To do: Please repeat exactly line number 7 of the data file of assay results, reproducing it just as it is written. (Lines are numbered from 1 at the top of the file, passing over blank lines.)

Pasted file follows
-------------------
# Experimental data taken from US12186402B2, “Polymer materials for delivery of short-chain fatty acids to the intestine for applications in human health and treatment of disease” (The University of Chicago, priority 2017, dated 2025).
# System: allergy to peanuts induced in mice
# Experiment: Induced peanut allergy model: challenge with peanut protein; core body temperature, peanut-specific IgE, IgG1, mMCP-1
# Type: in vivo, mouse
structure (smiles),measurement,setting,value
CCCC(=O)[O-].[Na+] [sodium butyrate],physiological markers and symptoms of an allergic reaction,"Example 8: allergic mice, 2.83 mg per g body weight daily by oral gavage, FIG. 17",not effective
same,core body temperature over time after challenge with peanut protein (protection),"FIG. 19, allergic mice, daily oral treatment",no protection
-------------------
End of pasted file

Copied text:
same,core body temperature over time after challenge with peanut protein (protection),"FIG. 19, allergic mice, daily oral treatment",no protection